The Swedish word klok [kluːk] means wise, sensible or intelligent. It doesn’t sound quite like the English word clock, but looks like it should. In fact it sounds more like cluck.
Some examples of how it’s used, and of related words:
- klok gubbe = wise old man
- klok gumma = wise woman
- klok som en bok/pudel/uggla = as wise as a book/poodle/owl
- En sådan politik skulle inte vara klok = Such a policy would be ill-advised
- Detta är en klok rekommendation = This is a sensible recommendation
- det verkar klokt = that seems wise
- Är du inte klok? = Are you out of your mind?
- Är du inte riktigt klok? = Are you crazy? Are you completely out of your mind?
- Jag blev inte klok på det = I cannot make it out, It didn’t make sense to me
- klokhet = wisdom, prudence, sense, wit
- klokskap = cleverness
- klokt = wisely, judiciously, sagely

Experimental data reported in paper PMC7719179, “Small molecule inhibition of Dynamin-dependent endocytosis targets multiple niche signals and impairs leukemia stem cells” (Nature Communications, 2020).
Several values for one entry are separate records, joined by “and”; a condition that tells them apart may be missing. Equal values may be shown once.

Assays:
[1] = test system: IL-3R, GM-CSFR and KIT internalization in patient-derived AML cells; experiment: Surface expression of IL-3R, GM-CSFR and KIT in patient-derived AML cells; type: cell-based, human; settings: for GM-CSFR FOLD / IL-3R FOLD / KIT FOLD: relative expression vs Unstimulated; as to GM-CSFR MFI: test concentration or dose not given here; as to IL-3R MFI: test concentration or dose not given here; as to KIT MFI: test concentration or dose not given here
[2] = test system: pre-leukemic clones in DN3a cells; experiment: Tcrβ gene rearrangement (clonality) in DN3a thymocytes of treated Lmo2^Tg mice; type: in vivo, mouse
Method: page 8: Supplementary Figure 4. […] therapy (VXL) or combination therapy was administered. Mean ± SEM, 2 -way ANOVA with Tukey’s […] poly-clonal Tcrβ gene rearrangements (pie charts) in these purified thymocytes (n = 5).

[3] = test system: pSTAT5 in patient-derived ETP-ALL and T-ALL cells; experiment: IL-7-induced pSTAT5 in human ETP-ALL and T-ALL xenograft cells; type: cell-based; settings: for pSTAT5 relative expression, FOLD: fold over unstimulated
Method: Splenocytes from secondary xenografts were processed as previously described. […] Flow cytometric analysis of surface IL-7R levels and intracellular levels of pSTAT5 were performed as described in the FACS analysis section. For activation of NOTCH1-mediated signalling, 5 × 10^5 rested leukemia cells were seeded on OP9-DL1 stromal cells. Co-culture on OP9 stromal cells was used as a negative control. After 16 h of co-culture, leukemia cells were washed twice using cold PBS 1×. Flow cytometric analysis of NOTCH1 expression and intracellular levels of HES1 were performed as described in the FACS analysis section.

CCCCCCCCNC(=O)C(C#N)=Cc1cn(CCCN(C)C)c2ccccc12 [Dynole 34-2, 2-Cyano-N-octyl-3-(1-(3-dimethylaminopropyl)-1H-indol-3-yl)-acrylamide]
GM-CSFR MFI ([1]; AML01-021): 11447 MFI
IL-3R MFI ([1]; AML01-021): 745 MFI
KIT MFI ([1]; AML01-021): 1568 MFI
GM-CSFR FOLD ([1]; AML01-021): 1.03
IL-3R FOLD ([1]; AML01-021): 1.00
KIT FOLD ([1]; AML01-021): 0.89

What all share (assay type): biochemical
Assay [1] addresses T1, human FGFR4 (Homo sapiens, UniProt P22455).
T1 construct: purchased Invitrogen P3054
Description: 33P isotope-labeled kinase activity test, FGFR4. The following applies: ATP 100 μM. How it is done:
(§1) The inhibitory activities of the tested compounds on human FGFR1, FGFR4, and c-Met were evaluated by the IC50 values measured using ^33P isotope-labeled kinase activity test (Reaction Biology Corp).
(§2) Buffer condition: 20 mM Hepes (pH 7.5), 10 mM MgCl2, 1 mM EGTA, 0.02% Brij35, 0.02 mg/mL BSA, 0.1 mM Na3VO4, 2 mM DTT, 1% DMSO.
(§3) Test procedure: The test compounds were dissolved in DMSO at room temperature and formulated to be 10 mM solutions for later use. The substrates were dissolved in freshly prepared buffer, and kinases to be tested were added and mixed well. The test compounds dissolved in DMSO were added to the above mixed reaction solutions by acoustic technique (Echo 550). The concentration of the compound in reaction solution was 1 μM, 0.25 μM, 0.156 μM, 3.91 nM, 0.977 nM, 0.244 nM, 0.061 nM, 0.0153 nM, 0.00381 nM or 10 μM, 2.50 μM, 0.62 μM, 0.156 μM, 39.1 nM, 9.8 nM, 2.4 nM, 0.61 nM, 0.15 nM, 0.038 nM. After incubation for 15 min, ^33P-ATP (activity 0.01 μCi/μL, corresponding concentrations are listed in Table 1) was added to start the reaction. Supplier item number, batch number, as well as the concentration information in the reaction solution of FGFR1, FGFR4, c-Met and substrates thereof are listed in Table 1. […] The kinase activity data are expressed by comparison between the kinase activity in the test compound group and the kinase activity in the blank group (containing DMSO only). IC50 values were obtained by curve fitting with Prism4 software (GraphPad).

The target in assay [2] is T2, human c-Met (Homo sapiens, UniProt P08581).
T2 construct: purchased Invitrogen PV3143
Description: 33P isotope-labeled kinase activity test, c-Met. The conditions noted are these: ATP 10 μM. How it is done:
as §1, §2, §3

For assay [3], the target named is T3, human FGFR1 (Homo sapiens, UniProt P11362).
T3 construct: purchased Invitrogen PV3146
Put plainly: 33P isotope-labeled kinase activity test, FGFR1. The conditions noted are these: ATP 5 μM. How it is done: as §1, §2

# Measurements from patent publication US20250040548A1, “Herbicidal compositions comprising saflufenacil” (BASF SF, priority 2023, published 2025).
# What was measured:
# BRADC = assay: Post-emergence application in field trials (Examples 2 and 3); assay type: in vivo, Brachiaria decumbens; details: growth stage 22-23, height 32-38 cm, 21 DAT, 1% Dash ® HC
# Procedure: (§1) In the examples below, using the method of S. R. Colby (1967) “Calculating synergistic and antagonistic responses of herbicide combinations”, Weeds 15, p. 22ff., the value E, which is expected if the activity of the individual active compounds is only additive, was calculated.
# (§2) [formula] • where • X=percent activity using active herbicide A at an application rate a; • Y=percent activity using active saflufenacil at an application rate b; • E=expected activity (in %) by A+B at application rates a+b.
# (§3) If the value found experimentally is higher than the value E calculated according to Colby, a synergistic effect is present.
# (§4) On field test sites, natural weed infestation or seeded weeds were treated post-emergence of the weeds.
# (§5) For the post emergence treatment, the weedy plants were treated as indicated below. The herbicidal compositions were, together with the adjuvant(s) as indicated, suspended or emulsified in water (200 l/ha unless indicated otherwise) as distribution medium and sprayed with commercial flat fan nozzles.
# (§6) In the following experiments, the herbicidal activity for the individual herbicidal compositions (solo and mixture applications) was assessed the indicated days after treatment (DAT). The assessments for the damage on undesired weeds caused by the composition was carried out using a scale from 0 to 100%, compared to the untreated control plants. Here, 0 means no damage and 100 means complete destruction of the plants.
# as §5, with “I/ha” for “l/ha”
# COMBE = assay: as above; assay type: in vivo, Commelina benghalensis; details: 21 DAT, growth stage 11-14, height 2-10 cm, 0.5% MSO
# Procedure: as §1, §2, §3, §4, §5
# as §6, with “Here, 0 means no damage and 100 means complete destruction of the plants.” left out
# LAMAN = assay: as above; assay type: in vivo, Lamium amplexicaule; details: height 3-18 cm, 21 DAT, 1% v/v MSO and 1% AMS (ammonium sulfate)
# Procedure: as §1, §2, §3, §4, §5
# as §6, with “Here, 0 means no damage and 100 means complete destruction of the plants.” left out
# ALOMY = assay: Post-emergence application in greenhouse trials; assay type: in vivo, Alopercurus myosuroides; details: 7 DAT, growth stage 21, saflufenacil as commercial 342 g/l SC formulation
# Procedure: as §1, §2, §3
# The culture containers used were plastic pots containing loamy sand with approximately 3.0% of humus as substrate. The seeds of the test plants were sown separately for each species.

Owls are also seen as wise in English, and although we don’t say ‘as wise as a book’, reading books can help on the road to wisdom. Poodles are not usually associated with wisdom in English, as far as I know, but it seems they are in Swedish.
In other languages, what is the equivalent of the phrase ‘as wise as an owl’?
Klok comes from the Old Norse klókr (arch, cunning, clever), from Middle Low German klôk.
The Swedish word for clock is klocka [klɔkːa], which comes from the Old Swedish klockæ, from Old Norse klokka (bell, clock), from Late Latin clocca (o’clock), probably from the Proto-Celtic *klokkos (bell), from the Proto-Indo-European *klēg-/*klōg- (onomatopoeia).